Cote d’Ivoire’s star striker and captain, Didier Drogba, is, probably, out of the World Cup. He was injured in a friendly against Japan on Friday, after clashing with defender Marcus Tulio Tanaka. Some news reports suggest Drogba’s right elbow is fractured, although this has yet to be officially confirmed.
Ivorian coach Sven Goren Erikssen was quoted by SkySports as saying: “It’s an elbow injury but we don’t know how bad it is, we (are going) straight to the hospital… If it’s serious, it’s very worrying; he is our captain, one of the best strikers in the world.”
Erikssen wasn’t exaggerating – Drogba is currently ranked number three in the world, and is a crucial part of the Ivorian team. In the 2006 World Cup in Germany he scored his country’s first ever goal in the competition. And he’s gone on record as having great ambitions for the 2010 tournament. “If we can get through the group stages, I think we have a very strong chance. It’s important that we do well as a nation, but if I can win the World Cup Golden Boot as well, then it would be amazing.”
It’s a huge pity for Drogba, his country, and his fans, that he won’t get a shot at achieving this dream. We,’ll miss him dearly – and so will his team. Cote d’I’voire is in Group G for the World Cup, which includes Brazil, Portugal, and North Korea, and it was always going to be a tough group, even with Drogba leading from the front. Now it truly is the group of death for the Ivorians.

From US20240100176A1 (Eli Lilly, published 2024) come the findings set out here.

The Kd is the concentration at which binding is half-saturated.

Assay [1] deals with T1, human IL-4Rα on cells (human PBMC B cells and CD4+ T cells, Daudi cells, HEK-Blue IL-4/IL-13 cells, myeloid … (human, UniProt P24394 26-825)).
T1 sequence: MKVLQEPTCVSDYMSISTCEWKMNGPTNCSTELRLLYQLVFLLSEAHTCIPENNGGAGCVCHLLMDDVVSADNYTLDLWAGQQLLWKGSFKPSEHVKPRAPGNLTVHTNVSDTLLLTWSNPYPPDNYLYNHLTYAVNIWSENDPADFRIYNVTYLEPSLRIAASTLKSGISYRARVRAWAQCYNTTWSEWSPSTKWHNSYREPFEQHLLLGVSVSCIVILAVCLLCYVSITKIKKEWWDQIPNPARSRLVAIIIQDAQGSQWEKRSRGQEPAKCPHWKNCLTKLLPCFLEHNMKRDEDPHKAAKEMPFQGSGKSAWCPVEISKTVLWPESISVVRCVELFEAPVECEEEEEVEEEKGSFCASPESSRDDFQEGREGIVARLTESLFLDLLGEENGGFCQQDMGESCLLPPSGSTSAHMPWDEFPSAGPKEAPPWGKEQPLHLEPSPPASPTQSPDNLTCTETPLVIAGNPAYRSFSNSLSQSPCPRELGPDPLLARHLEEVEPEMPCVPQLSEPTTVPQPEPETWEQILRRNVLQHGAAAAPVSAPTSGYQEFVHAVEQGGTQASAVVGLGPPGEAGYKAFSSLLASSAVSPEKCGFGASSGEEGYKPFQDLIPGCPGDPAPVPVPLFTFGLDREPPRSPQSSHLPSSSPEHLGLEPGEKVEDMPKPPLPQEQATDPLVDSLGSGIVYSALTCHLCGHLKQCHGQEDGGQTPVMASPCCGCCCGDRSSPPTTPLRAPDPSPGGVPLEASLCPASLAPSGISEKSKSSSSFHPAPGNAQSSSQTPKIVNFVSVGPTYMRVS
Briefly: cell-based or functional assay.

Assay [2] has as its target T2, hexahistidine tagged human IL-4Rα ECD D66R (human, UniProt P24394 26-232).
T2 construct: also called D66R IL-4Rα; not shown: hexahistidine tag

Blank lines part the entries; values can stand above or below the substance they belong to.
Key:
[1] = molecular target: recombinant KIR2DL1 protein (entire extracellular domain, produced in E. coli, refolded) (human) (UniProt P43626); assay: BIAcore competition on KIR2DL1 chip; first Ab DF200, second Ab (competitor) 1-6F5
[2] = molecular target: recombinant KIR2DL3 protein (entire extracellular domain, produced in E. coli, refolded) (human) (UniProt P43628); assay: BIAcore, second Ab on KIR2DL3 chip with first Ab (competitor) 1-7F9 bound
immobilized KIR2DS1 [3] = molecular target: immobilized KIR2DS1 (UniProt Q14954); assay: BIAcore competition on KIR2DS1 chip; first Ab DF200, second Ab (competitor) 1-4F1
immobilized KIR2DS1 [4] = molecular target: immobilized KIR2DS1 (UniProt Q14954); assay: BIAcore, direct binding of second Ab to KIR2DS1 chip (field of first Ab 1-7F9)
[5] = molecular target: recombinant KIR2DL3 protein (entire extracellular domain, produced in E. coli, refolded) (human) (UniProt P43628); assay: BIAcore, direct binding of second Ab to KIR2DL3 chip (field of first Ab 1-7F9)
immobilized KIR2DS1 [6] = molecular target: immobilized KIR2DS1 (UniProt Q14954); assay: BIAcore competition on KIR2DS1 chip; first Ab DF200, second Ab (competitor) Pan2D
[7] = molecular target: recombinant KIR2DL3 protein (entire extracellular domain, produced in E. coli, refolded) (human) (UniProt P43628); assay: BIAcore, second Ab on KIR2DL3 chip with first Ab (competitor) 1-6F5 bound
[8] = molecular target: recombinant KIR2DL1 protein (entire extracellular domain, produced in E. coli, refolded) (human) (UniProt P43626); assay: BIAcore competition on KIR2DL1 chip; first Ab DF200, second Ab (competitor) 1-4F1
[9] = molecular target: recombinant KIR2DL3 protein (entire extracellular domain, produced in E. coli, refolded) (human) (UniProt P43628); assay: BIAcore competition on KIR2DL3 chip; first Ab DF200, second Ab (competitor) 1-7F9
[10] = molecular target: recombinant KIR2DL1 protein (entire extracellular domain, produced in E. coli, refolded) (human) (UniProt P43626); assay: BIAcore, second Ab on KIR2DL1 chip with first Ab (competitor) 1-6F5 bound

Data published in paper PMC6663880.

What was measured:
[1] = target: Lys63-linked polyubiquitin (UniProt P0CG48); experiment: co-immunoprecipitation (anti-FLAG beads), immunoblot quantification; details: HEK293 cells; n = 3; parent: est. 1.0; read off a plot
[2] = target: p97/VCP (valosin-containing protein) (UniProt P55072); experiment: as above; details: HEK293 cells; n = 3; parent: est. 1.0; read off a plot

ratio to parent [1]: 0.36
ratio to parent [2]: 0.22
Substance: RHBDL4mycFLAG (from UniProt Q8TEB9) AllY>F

Ps – Cote d’Ivoire beat Japan 2-0, but no one cares.
By Theresa Mallinson
Photo: Ivory Coast’s Didier Drogba lies injured during the international friendly soccer match against Japan in Sion June 4, 2010. REUTERS/Denis Balibouse
Watch: Drogba injures his arm – Japan vs Ivory Coast Friendly 4/6/2010 (commentary in Portuguese)
Watch Pauli van Wyk’s Cat Play The Piano Here!
No, not really. But now that we have your attention, we wanted to tell you a little bit about what happened at SARS.
Tom Moyane and his cronies bequeathed South Africa with a R48-billion tax shortfall, as of February 2018. It's the only thing that grew under Moyane's tenure... the year before, the hole had been R30.7-billion. And to fund those shortfalls, you know who has to cough up? You - the South African taxpayer.
It was the sterling work of a team of investigative journalists, Scorpio’s Pauli van Wyk and Marianne Thamm along with our great friends at amaBhungane, that caused the SARS capturers to be finally flushed out of the system. Moyane, Makwakwa… the lot of them... gone.
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